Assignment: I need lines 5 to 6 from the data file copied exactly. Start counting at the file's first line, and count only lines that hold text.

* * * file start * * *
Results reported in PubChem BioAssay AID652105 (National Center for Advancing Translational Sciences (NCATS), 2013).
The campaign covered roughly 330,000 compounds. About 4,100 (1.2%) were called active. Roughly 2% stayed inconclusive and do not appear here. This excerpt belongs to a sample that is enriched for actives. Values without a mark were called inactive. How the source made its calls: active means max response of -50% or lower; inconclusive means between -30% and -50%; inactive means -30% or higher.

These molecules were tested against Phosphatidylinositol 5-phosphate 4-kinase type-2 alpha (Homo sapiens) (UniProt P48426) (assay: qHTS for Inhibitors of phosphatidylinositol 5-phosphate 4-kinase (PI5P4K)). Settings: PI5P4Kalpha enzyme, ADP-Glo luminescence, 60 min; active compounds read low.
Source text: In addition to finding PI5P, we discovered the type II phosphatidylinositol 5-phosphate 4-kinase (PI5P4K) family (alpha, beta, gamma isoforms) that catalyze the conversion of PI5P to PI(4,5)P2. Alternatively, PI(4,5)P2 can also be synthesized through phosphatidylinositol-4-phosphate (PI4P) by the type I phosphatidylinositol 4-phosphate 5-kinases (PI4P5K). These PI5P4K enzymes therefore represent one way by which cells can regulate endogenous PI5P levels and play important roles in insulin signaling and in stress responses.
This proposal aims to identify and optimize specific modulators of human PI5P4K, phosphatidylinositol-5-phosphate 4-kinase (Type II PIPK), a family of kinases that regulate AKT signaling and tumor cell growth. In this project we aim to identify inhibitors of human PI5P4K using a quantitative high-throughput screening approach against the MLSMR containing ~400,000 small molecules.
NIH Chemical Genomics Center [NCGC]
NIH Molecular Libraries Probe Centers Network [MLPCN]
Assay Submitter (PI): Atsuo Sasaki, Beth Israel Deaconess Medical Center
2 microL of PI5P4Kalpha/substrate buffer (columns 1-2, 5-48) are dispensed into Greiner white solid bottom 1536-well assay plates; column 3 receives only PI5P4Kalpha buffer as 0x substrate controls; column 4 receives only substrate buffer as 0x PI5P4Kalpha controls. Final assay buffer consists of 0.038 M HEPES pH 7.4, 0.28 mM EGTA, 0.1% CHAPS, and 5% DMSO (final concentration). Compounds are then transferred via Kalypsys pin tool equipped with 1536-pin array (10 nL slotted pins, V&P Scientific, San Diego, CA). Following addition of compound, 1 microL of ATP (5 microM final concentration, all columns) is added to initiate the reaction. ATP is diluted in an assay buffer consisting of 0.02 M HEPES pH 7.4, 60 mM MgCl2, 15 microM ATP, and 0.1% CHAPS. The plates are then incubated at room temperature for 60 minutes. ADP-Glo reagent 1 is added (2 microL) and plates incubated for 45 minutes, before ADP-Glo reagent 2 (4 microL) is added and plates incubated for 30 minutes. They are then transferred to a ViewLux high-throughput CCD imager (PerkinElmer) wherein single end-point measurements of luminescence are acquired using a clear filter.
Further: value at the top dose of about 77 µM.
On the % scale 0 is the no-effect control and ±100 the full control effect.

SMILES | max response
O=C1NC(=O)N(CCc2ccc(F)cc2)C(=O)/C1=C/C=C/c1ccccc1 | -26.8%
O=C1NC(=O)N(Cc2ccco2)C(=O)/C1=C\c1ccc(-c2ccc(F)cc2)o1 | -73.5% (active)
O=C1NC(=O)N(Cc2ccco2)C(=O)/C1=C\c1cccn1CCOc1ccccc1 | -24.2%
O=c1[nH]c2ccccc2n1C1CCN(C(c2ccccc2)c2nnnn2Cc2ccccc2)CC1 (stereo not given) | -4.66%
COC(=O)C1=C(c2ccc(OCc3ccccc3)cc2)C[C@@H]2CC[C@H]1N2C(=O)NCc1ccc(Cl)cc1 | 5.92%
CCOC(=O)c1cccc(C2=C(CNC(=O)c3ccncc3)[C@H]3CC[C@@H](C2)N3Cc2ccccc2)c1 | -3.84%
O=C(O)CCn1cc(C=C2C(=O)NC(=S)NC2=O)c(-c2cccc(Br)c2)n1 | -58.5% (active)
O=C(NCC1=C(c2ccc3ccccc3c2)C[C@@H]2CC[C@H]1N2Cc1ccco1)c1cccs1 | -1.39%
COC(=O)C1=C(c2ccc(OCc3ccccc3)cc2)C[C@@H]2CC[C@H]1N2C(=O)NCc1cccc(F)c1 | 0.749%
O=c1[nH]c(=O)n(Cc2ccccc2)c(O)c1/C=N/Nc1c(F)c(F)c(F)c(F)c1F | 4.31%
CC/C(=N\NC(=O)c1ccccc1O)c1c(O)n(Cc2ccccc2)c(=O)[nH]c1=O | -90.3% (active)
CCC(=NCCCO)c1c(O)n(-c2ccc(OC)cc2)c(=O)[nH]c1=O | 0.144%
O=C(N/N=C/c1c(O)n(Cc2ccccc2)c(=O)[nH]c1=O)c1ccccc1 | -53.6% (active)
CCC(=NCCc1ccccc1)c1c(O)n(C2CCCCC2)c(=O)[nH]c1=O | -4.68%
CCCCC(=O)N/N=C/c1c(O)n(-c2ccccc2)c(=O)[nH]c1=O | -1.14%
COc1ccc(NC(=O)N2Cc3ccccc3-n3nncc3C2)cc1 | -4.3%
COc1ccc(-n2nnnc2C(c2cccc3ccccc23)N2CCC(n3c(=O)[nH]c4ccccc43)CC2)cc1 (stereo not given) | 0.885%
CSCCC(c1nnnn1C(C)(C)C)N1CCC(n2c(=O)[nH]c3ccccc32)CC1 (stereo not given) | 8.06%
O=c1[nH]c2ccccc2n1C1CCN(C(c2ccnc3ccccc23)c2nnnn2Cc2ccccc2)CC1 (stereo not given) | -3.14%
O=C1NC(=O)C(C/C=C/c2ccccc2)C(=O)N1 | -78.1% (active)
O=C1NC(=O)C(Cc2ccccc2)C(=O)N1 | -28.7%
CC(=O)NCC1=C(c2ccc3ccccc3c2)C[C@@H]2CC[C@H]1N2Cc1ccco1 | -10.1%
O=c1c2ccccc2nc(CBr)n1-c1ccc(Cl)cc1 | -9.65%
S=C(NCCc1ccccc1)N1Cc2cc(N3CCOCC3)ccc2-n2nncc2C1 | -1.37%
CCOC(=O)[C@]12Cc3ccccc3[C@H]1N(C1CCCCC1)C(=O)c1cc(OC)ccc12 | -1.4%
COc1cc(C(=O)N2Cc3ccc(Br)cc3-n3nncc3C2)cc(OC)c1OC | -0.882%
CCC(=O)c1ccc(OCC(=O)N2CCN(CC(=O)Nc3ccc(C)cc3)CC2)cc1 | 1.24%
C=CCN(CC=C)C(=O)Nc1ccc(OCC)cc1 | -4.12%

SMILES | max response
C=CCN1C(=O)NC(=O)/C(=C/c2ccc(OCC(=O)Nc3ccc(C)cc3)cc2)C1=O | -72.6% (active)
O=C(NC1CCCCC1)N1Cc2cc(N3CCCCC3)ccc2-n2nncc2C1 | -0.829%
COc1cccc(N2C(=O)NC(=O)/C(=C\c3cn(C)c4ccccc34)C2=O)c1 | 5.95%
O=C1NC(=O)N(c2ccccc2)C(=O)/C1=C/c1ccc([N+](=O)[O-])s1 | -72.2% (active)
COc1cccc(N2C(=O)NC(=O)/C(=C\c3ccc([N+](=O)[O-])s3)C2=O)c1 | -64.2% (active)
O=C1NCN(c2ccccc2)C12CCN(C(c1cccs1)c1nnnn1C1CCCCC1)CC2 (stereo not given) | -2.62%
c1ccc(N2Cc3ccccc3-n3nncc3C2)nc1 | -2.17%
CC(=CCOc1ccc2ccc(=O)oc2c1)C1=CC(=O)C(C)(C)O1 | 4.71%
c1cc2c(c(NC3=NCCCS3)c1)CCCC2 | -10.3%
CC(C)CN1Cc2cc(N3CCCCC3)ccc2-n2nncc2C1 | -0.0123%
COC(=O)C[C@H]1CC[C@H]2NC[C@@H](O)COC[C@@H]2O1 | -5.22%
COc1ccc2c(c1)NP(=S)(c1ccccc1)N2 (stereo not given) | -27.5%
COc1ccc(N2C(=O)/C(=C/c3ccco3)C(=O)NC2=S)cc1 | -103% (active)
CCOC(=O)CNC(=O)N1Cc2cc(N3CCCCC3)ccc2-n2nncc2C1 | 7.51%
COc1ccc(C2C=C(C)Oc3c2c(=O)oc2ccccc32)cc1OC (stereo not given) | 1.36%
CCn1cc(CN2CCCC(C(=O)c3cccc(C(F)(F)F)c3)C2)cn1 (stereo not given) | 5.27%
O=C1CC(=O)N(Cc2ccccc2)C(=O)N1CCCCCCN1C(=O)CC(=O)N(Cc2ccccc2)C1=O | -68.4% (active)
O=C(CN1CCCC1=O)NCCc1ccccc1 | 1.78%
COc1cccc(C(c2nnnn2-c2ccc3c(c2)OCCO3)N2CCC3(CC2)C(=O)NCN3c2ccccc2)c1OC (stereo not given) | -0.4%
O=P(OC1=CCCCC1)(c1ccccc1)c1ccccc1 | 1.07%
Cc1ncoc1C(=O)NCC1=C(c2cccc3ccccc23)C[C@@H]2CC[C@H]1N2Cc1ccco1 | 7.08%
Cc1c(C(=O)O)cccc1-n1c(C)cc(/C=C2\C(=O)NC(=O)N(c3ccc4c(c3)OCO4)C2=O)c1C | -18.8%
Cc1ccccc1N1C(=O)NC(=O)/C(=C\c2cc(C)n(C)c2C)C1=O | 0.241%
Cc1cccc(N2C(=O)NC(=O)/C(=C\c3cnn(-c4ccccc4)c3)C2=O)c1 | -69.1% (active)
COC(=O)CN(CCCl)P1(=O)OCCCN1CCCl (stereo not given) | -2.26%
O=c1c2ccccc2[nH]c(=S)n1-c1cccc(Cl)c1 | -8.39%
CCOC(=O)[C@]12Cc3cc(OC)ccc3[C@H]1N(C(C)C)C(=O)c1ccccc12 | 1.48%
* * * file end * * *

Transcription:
This proposal aims to identify and optimize specific modulators of human PI5P4K, phosphatidylinositol-5-phosphate 4-kinase (Type II PIPK), a family of kinases that regulate AKT signaling and tumor cell growth. In this project we aim to identify inhibitors of human PI5P4K using a quantitative high-throughput screening approach against the MLSMR containing ~400,000 small molecules.
NIH Chemical Genomics Center [NCGC]